I write extensively in Un-Agoraphobic about your amygdala’s role in your panic attacks and how you can re-train the #%#!&@&!#! traitorous false alarm-creating organ. (Now, now Hal – remember: every month is “Be Kind to Your Amygdala Month” from now on.) Sorry. I forgot for a second there that I’m not mad at my amygdala like I was when trying to survive the daily lightning storms caused by I knew not what. I never even heard the word “amygdala” until many many years after I started having panic attacks – age 10.
I’ve done a lot of reading about the amygdala’s role in our misfortune and have written about it in blogs and in my book. I like to think I provide information to people like a journalist who doesn’t have to follow all the grammar and order rules, just the truth rule. I hope you are able to understand more about brain science as it relates to you as I’ve written about it in the book. I do, however, write in kind of easy going, casual Hal language – sort of the opposite of scientific writing.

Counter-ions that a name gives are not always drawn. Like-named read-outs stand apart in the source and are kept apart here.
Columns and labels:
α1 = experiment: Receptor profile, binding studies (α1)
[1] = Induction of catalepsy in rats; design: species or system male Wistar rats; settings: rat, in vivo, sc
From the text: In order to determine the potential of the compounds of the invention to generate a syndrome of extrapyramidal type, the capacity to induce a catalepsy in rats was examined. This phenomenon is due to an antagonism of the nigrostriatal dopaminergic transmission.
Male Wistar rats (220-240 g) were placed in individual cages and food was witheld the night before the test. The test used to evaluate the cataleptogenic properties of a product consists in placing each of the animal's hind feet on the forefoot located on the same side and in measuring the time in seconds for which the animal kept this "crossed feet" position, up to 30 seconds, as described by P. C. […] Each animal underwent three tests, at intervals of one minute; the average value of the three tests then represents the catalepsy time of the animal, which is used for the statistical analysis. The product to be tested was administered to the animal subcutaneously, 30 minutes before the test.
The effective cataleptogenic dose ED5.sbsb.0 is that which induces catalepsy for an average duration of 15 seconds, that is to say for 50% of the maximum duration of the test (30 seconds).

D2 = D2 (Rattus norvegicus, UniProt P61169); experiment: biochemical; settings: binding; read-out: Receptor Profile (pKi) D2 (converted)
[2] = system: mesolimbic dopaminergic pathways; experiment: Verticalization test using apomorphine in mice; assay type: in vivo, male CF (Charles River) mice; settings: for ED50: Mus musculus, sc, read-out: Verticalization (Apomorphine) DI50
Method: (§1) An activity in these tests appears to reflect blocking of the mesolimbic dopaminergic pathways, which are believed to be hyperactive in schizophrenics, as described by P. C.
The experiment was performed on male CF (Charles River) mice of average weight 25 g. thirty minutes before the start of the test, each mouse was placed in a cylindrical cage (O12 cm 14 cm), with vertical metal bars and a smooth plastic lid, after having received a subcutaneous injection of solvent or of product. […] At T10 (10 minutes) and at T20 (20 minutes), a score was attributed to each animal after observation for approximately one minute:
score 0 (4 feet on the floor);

I came across some scientific writing recently about studies done on the amygdala’s role in panic attacks.
You might occasionally come across a string of words that might cause you to rupture a synapse if you try to wade through them. Stop and breathe. They’re only words and the people who wrote them aren’t necessarily all that much smarter than us – they just have specific knowledge and know bigger, cooler words and how to use them. Here are some links: